New Disability Horizons writer Wolf, who is from New Zealand, is about to embark on a four-month-long adventure as he travels to a number of cities across the world, including Madrid, Sicily, Berlin and New York. But before we hear about his travel triumphs and woes – of which there are always many when you’re disabled – he tells us about his life and becoming disabled after a stroke.
The years before my stroke seem quite distant now. Sure, they were a big part of my life. But nowadays they are just a memory. A pleasant memory!
I grew up in a refugee camp and council housing area, climbing the social ladder as I grew. I became a copywriter, then creative director of an international advertising agency. I also did a stint working in Los Angeles, California before finally setting up my own direct marketing agency in Auckland, New Zealand.
All this came to an abrupt end when I had a stroke in 1990. It was caused by a brain haemorrhage, where a blood vessel in my brain developed an aneurysm, causing a weak spot to balloon. This burst and blood seeped into my brain and skull.
Because it was situated near my brainstem, the doctors ruled an operation out as too dangerous – it could have caused massive nerve damage and paralysis.
But I was excluded from this decision-making process as I was in a coma for 10 days. Once out of the coma, I was unable to speak or move. This is called locked-in-syndrome, a condition where the only muscle that works in the entire body is the eyelid.
In total, I spent four and a half months in hospital. I was moved around – from the clinical care unit to the intensive care unit, then to a single room and finally to an eight-bed ward.
I had a tracheotomy and every test under the sun, including a daily visit from my ‘personal vampire’, as I called the nurse who took my blood in order to determine the Heparin levels for my many injections to stop any more blood clots from forming.
Naturally, I was relieved when I got out off there.
Recovering from the stroke
After getting back home, I thought it was only a matter of time before I resumed my old life. That’s how it works, right? You have something wrong with you, you go to hospital, they fix you, and when you get out, you’re good to go. At least, that’s what I thought. How wrong I was.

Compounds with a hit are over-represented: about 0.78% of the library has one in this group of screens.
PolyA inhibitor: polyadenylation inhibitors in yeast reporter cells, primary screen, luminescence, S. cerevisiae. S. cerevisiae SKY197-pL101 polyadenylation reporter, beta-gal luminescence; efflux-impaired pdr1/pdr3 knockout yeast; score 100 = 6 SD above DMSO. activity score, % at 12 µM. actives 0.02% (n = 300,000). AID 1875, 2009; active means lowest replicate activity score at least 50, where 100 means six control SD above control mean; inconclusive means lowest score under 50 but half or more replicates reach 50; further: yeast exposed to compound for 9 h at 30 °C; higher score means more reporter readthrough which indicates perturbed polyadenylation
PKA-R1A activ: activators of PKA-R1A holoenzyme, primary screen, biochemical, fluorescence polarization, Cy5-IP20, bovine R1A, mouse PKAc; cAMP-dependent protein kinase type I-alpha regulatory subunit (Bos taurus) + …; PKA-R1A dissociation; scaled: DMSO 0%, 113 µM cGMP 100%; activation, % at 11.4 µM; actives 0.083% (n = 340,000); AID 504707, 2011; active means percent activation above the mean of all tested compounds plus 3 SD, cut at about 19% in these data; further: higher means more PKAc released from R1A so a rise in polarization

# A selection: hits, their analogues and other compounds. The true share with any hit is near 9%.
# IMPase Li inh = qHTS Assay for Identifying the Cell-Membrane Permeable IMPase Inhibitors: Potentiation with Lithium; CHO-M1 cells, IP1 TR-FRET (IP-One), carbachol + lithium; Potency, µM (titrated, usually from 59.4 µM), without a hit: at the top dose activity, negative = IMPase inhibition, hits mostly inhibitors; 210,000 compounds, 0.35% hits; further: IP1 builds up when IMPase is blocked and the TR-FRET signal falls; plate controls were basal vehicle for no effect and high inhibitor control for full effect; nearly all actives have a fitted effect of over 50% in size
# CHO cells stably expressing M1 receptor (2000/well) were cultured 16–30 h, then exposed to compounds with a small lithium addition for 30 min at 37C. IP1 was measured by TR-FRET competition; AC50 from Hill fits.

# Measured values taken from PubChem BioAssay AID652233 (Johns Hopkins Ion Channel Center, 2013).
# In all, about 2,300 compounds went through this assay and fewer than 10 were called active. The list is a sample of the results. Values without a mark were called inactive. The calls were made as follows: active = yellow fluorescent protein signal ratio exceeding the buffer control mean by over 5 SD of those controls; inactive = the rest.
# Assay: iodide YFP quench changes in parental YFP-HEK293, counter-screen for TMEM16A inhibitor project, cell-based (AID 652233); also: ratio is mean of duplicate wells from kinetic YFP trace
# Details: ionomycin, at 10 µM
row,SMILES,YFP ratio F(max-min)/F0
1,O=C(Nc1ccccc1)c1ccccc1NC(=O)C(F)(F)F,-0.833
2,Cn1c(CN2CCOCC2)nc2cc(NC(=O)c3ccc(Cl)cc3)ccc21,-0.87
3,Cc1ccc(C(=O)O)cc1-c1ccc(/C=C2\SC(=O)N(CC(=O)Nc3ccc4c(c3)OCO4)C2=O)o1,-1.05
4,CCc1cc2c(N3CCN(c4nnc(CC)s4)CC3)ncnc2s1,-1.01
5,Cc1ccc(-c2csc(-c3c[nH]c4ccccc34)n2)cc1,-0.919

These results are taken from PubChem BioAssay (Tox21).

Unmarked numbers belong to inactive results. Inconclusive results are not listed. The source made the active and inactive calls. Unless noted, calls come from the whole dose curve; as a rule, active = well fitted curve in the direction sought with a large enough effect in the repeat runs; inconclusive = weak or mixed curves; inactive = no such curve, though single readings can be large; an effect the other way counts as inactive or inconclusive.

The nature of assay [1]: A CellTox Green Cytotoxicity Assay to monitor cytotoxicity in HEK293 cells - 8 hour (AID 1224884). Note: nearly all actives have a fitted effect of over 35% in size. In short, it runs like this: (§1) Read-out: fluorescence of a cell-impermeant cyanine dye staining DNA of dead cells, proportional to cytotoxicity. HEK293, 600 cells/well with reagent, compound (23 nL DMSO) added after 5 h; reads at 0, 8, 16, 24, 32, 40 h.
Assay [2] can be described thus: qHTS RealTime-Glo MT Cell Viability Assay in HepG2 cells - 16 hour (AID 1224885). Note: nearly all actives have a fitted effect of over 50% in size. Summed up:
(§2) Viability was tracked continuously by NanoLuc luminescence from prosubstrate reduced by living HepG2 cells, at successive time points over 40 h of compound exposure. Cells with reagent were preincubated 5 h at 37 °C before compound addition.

Even now, 28 years later, there are quite a few things that aren’t quite right, no matter how hard I tried to correct them as I recovered.
The most visible effect of my stroke is the wheelchair, which I use because I have no, or only very little balance. I also have weakness on just one side of my body (called hemiparesis), sensation issues, and fatigue.
Apart from those, there are too many other annoying leftover issues to list here. You can learn more about the effects of a stroke by watching a talk I did for nursing students.
But what issues I still deal with, big or small, don’t really matter. The degree of physical injury does not determine the psychological response. In other words, someone can have a major injury and brush it off, while someone else might have a minor injury, and it have a rather catastrophic impact on them psychologically.
We can’t change our disability, but we can change the way we respond to it.
Not letting disability stand in my way
After rehabilitation I was determined to carry on, to do things I am passionate about, to better myself and help others who have been through similar experiences.
So I first wrote a book, called How To Survive After A Stroke. It’s out of print now, but a revised version is available as an e-book on Amazon. It is not only about my own experiences, but also other people’s. I have been told that it’s helped people gain a better understanding of stroke.